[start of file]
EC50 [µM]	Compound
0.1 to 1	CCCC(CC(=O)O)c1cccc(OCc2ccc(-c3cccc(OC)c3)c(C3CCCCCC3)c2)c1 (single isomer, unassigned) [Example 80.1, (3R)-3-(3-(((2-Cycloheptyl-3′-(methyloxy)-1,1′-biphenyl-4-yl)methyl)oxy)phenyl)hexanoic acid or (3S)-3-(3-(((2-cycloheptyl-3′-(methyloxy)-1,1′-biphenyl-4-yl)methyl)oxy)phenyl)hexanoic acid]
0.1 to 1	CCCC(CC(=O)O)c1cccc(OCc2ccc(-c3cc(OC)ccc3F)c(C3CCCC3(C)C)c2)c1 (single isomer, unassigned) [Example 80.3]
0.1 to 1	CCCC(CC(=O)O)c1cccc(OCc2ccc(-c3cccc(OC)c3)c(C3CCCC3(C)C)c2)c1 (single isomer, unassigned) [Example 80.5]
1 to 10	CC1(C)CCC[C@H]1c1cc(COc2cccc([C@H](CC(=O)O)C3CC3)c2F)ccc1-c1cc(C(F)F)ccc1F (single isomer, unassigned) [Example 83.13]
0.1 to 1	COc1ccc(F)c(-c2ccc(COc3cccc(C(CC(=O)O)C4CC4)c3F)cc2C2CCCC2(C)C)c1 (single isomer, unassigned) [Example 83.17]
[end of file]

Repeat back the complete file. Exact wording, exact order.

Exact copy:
EC50 [µM]	Compound
0.1 to 1	CCCC(CC(=O)O)c1cccc(OCc2ccc(-c3cccc(OC)c3)c(C3CCCCCC3)c2)c1 (single isomer, unassigned) [Example 80.1, (3R)-3-(3-(((2-Cycloheptyl-3′-(methyloxy)-1,1′-biphenyl-4-yl)methyl)oxy)phenyl)hexanoic acid or (3S)-3-(3-(((2-cycloheptyl-3′-(methyloxy)-1,1′-biphenyl-4-yl)methyl)oxy)phenyl)hexanoic acid]
0.1 to 1	CCCC(CC(=O)O)c1cccc(OCc2ccc(-c3cc(OC)ccc3F)c(C3CCCC3(C)C)c2)c1 (single isomer, unassigned) [Example 80.3]
0.1 to 1	CCCC(CC(=O)O)c1cccc(OCc2ccc(-c3cccc(OC)c3)c(C3CCCC3(C)C)c2)c1 (single isomer, unassigned) [Example 80.5]
1 to 10	CC1(C)CCC[C@H]1c1cc(COc2cccc([C@H](CC(=O)O)C3CC3)c2F)ccc1-c1cc(C(F)F)ccc1F (single isomer, unassigned) [Example 83.13]
0.1 to 1	COc1ccc(F)c(-c2ccc(COc3cccc(C(CC(=O)O)C4CC4)c3F)cc2C2CCCC2(C)C)c1 (single isomer, unassigned) [Example 83.17]